- Mar 2013
- Edwardsville, Illinois, USA
Hi!Umm...whoa...do you think you could quote that one for me? I believe that he may have said something to the effect of abrogation, but saying that the Bible should be "put on the bookshelf," as in ignored? Wow. That's an attitude that is sure to build walls. If you can't see the value in the supreme revelation of God that was valid for thousands of years, that attitude is going to ooze through everything you try to communicate, and shoot attempts at unity in the foot. I imagine it would be abject arrogance in the eyes of Christians.
Not sure what you're trying to accomplish, as your attitude sounds similar to a colonist missionary trying to extinguish the old faith of the natives they want to convert. It's kind of scary really, and seems utterly opposed to all attempts at spreading the Baha'i faith I've ever encountered....thank God! I might never have accepted Baha'u'llah if I ran into such an attitude among Baha'is.
Perhaps it is time to humbly study the teachings of the Bible, and begin to see value in what it has to offer. Find connections and build bridges, not invisible walls in your heart. There are many, many important spiritual lessons to be learned from the Bible that will be completely valid throughout the Baha'i era. As a former Christian, I almost feel pity for you that cannot seem to find value in the Bible. Do you have the same attitude toward the Qur'an, the teachings of the Buddha or Krishna, or, for that matter, the Bab? Really, even the religions of various native populations across the globe that don't stem from major Manifestations are given serious credibility among Baha'is. Their perspectives are highly valued and offer many contributions in the context of the Baha'i faith.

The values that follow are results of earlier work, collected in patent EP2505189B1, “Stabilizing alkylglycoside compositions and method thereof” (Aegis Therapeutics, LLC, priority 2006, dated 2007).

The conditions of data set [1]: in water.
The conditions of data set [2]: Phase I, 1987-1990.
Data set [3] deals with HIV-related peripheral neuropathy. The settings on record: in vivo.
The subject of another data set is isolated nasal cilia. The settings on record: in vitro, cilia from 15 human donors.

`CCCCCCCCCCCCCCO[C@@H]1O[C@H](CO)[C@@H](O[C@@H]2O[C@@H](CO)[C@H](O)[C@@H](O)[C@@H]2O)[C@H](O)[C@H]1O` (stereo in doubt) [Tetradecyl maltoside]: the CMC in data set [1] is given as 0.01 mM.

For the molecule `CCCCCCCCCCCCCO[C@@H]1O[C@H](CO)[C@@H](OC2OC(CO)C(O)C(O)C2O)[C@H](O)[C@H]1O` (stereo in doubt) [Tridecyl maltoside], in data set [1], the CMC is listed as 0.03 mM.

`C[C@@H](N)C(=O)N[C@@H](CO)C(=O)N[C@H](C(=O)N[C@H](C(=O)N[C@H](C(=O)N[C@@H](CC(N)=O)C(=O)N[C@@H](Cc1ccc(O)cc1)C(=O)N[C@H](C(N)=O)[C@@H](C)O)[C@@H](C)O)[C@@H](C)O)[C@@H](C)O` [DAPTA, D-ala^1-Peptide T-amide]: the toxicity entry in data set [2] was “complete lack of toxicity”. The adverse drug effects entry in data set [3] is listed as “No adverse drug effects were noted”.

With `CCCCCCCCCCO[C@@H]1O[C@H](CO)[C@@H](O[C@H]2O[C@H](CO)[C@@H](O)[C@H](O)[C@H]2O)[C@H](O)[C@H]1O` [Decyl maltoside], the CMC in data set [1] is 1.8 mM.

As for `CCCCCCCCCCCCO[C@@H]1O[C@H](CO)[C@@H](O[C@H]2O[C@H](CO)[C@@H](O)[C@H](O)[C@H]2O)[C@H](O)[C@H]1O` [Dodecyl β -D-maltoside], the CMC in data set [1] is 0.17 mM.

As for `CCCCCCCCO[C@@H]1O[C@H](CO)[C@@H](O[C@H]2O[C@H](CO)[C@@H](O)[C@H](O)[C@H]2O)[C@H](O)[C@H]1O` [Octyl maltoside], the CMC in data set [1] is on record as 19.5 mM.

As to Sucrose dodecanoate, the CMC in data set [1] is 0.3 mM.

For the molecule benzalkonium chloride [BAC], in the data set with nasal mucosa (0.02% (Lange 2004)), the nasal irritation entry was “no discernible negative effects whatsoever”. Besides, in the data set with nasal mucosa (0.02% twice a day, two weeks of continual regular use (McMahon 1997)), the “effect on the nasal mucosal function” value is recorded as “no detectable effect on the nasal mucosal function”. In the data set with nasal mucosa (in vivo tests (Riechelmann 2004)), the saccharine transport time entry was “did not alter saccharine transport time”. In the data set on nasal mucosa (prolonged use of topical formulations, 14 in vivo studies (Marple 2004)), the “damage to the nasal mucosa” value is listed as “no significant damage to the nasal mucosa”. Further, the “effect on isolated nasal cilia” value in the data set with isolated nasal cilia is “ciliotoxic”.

My advice: Back off from the "Baha'i supremacy" angle and try to build unity. You'll find that people of other faiths are far more receptive.
Other than that, good question in the original post. I've always wondered about the "Prince of this World" thing and I like the answers and perspectives that have been offered in this thread.
In my experience, different Baha'is have different opinions about whether they should study the Bible, Qur'an or other scriptures, based on their own history with other faiths. That's normal because they may have had bad experiences or found it unproductive to study the Bible with certain Christians, or whatever. Abdu'l-Baha frequently quoted the Bible when speaking with Christians and had profound knowledge of its meaning. There are many Baha'is who are quite familiar with the Bible, study it frequently and are able to have productive discussions with Christians about it, provided they are at least somewhat open minded. Likewise, the Scriptures of other religions.
The point is, we need to meet each person where they are, whether Baha'i, Christian, or whatever.